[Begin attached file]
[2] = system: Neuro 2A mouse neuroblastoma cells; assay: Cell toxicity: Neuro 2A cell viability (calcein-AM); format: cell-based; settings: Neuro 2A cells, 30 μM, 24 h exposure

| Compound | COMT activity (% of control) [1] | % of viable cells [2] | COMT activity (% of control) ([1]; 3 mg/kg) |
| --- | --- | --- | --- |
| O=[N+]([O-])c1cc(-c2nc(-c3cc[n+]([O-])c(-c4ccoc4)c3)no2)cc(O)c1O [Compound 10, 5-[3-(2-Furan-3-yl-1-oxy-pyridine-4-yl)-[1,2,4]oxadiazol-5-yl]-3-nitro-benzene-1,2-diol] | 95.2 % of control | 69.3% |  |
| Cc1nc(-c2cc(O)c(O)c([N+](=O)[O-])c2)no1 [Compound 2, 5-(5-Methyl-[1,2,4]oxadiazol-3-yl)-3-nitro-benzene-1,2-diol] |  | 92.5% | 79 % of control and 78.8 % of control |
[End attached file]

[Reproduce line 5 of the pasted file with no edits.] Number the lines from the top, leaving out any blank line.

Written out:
| Cc1nc(-c2cc(O)c(O)c([N+](=O)[O-])c2)no1 [Compound 2, 5-(5-Methyl-[1,2,4]oxadiazol-3-yl)-3-nitro-benzene-1,2-diol] |  | 92.5% | 79 % of control and 78.8 % of control |